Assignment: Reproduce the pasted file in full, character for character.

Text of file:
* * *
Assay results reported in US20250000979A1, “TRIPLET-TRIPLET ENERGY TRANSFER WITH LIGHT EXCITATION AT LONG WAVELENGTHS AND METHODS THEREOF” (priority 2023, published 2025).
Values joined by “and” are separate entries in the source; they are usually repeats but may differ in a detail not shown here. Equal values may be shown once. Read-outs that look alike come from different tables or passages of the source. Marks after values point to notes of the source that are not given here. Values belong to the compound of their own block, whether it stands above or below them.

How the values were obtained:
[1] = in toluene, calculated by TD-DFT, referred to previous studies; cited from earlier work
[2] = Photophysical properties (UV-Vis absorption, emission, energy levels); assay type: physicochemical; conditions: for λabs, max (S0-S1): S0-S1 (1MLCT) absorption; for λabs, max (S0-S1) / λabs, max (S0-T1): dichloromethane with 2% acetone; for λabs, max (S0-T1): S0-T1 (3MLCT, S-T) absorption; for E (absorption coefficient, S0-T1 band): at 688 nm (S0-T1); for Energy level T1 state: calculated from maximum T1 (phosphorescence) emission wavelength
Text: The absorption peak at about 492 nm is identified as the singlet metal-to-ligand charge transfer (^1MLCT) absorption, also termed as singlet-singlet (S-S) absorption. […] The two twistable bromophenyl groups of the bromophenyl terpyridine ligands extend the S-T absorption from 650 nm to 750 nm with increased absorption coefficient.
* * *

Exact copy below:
Assay results reported in US20250000979A1, “TRIPLET-TRIPLET ENERGY TRANSFER WITH LIGHT EXCITATION AT LONG WAVELENGTHS AND METHODS THEREOF” (priority 2023, published 2025).
Values joined by “and” are separate entries in the source; they are usually repeats but may differ in a detail not shown here. Equal values may be shown once. Read-outs that look alike come from different tables or passages of the source. Marks after values point to notes of the source that are not given here. Values belong to the compound of their own block, whether it stands above or below them.

How the values were obtained:
[1] = in toluene, calculated by TD-DFT, referred to previous studies; cited from earlier work
[2] = Photophysical properties (UV-Vis absorption, emission, energy levels); assay type: physicochemical; conditions: for λabs, max (S0-S1): S0-S1 (1MLCT) absorption; for λabs, max (S0-S1) / λabs, max (S0-T1): dichloromethane with 2% acetone; for λabs, max (S0-T1): S0-T1 (3MLCT, S-T) absorption; for E (absorption coefficient, S0-T1 band): at 688 nm (S0-T1); for Energy level T1 state: calculated from maximum T1 (phosphorescence) emission wavelength
Text: The absorption peak at about 492 nm is identified as the singlet metal-to-ligand charge transfer (^1MLCT) absorption, also termed as singlet-singlet (S-S) absorption. […] The two twistable bromophenyl groups of the bromophenyl terpyridine ligands extend the S-T absorption from 650 nm to 750 nm with increased absorption coefficient.